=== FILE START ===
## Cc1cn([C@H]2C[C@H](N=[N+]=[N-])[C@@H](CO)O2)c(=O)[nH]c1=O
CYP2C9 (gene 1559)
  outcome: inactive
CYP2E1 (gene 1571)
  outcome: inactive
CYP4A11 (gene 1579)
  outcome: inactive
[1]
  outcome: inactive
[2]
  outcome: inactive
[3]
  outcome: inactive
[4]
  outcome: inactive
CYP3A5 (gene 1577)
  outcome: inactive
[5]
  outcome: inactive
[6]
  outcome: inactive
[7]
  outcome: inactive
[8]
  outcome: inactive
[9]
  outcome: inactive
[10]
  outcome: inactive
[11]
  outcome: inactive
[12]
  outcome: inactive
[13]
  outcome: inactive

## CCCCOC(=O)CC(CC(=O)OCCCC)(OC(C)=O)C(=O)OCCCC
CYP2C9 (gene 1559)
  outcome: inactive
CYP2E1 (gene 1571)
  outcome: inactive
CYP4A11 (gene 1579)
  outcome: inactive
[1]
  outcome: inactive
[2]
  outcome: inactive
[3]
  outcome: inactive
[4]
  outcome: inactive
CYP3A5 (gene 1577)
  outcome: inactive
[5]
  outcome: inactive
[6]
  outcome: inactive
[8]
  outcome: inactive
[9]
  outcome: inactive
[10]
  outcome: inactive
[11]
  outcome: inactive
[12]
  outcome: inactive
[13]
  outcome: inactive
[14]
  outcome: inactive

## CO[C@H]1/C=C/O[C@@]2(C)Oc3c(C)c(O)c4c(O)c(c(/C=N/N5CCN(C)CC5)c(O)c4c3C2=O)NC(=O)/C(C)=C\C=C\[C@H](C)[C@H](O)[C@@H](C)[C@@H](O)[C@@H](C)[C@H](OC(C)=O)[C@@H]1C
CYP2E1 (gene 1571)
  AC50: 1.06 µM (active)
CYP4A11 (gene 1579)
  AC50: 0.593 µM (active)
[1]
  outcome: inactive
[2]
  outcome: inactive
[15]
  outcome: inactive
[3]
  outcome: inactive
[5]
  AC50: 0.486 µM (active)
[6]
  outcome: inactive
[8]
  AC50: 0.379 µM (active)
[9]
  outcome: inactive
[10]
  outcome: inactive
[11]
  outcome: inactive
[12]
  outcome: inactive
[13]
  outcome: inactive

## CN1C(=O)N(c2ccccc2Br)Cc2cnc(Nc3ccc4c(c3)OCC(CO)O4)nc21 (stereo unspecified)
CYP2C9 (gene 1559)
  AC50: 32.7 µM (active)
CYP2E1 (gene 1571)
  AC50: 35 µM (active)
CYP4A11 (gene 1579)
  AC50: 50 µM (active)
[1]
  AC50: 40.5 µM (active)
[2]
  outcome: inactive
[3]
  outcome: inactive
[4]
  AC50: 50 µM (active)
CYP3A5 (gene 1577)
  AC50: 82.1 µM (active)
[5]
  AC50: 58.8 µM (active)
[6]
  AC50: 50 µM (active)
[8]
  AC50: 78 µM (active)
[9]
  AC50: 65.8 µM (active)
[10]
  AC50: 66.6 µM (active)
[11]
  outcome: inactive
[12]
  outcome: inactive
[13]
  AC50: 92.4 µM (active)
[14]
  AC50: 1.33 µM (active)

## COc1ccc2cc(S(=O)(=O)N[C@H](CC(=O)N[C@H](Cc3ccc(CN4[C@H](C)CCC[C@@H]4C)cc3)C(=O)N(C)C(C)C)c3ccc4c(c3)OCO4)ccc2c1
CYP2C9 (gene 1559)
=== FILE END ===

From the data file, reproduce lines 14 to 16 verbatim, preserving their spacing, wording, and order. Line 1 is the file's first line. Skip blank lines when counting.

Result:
[4]
  outcome: inactive
CYP3A5 (gene 1577)